“Hey,” he said softly, and brought my hand to his lips for a kiss, like an old-fashioned gentleman. “You’ll be great. You know these songs, you’ve been on stage before, nothing is different.”

“No?” I said in a choked whisper. He wasn’t letting go of my hand. His skin was soft, smooth as silk, warm, and dry. Well, it had been dry before he’d grabbed my sweaty mitt. “I don’t know you guys at all. I’m going to fuck up, I’m going to miss a cue or, or, play a song too fast or too slow or get up there and forget how to play everything I’ve ever learned. I’m going to be too stiff, people are going to look at me and think I’m a zombie or something, some kind of weird fiddle-playing corpse, an animatronic fiddler. I don’t move around much, that was something Toby always told me, too. My ex … band leader. Toby. He got on my case, said if I was going to be so still I might as well just sit in a chair for all the more entertaining I was on stage. I have no stage presence. I just –”

Soft fingers touched my lips. He didn’t put any pressure on me, but the mere presence of the touch made me shut up. “Shh,” Peter cooed. He met my eyes and smiled, but it wasn’t an impish, teasing smile this time. It was gentle and earnest. “You’re not going to forget those songs.” The fingers brushed back along my cheek until he cupped my jaw in his palm, thumb coming to rest on my lower lip. Why was I just standing there like an idiot? Do something! Those bright eyes had me hypnotized. I couldn’t have pulled away if I’d wanted to.

And I didn’t want to. It had been way too long since I’d had affection. Hell, even if it had just been last week, I figured Peter would have been able to entrance me. He just had that energy about him, that insane, hell bent for leather, bright-eyed confidence like he could go out the door one day intending to get the newspaper and end up taking over the world. Katie had a similar sort of energy. I was drawn to it like a stupid moth to a lamp. And, much like a stupid moth, I could not actually obtain that energy for myself. I just bounced around it until it became too much to handle and I dropped.

“We’ve had two fiddlers since we got together, and a couple other temp stand-in members,” Peter said, still holding my hand, still caressing my lip with his thumb. “We’re used to adjusting to new members, but I don’t foresee it being an issue. You and I click, musically. You pick up on cues like a pro.”

“Well,” I said, my voice matching his soft timbre, “you’re not exactly subtle.”

Peter laughed. “No time in life for pussy-footing around.” He let go of my hand and brought his other hand up to cup my other cheek, holding my face. He was taller than me, I realized. Not much, but just enough that I noticed when he tipped my face up towards his. He didn’t lean in though, just kept smiling. “What kind of cues are you picking up on right now?”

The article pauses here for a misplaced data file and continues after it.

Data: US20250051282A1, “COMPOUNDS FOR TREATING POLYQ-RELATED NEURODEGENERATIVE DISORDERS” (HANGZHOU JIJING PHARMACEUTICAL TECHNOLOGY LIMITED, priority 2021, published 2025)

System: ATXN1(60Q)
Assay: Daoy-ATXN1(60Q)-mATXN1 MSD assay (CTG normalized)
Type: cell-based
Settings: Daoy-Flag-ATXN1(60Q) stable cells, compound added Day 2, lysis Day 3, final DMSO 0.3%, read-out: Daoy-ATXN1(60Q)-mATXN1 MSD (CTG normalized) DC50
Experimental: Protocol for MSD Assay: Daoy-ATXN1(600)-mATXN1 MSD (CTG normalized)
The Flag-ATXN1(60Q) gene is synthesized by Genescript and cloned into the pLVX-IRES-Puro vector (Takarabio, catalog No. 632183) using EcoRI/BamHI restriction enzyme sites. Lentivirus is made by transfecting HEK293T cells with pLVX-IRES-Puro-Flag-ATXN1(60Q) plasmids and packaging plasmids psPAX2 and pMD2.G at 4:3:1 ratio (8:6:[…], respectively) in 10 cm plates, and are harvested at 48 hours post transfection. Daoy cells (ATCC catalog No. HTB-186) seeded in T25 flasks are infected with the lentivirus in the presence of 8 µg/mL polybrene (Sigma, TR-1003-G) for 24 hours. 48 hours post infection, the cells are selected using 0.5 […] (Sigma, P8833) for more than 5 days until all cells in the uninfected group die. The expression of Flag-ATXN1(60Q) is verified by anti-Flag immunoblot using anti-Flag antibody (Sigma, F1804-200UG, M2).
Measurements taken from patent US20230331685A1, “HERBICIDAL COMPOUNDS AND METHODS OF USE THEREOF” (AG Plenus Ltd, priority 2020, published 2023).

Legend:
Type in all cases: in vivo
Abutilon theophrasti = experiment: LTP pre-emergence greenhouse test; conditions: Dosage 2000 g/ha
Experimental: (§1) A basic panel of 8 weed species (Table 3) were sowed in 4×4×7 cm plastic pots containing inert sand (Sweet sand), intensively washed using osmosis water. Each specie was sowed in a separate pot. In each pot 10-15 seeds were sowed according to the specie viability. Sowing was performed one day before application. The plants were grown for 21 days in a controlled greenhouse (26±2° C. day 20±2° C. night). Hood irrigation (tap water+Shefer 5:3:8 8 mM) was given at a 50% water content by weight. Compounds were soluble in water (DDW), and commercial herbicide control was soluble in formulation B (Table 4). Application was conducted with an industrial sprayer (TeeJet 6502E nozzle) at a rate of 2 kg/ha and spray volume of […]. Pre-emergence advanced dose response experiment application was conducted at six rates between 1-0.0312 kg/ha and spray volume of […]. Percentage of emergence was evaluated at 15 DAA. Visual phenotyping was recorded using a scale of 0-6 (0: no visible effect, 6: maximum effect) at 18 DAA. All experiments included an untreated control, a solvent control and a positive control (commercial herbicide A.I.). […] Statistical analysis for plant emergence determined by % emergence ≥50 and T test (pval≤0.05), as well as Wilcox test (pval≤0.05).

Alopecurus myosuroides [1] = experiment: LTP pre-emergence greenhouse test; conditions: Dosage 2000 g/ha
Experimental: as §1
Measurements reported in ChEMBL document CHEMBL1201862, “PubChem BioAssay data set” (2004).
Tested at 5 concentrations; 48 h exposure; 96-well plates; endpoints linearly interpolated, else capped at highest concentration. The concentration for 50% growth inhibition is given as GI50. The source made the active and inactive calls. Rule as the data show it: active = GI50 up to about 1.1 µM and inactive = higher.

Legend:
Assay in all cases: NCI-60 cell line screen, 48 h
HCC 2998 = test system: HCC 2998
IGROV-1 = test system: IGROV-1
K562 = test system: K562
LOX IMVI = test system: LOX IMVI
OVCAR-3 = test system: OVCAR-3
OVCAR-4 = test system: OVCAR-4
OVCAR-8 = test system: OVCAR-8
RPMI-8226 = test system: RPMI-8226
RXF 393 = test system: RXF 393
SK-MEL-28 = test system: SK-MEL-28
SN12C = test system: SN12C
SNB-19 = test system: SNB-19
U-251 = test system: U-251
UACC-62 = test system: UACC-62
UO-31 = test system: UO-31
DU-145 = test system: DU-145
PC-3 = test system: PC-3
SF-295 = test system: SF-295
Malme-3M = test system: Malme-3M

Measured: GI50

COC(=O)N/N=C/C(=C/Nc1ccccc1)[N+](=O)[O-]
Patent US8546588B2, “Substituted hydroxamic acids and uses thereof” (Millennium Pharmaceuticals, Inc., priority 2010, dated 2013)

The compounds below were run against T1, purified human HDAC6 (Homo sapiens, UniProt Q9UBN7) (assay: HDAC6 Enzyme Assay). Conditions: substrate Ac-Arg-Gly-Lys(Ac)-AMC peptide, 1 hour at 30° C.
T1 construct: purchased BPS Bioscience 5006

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I can carry you

A close friend said something like that to me, last week I think.

Actually, what they said was the iconic line from LoTR. ‘Cause we’re both geeks.

“Come, Mr. Frodo!’ he cried. ‘I can’t carry it for you, but I can carry you.” (Samwise Gamgee to Frodo)
― J.R.R. TolkienThe Return of the King

 

I’d gone down yet another slide into depression and been a little quiet. A lot of people are very confused about what to do when one of their friends is dealing with a mental health issue.

I mean, especially if you’ve never experienced depression or anxiety before, it can be nigh impossible to figure out how to act or react.

We humans like to fix things, in general. Depression isn’t a ‘fixable’ thing though. Not really. It’s treatable, not really fixable, not in my experience.

Someone saying to me… I see that this is happening for you, I understand, and I can’t carry that feeling for you, but I can be here for you…

That was one of the kindest, most understanding things someone has ever said to me when I’m fighting my own mind to convince myself to keep breathing.

Knowing that, EVEN WITH my depression, that a person (or more than one person) gets that they can’t really help, says they get that, but that THEY’LL STILL BE THERE. (then to prove it)

You have no idea how powerful that can be.

My mental illnesses have been with me most of my life, they’re chronic, and likely will be a complication for me for my entire life.

It’s what trauma does to a person, and honestly, I’ve been doing well for the past ten years or so in coping with it.

It’s only the past couple of years or less that have been so hard that I’ve lost any semblance of resiliency.

It’s costing me a lot. I’m behind on work, on writing, on things I said I wanted to do as per blogs I want to write for. On housework… I’m behind on pretty much every aspect of my life right now. The anxiety that causes is feeding the beast of my depression too.

I’m trying to take it all just one day at and one task at a time.

It’s a challenge to get out of bed most days right now, and keeping myself focused on my work is an even bigger challenge.

I’ll fight my way back, again. But it’s invaluable to know that I have people in my life who not only feel ‘I’ll be there’ but are brave enough to say something that’s going to get through my thick skull to get the message through.

Trust it to be a geek reference that did it.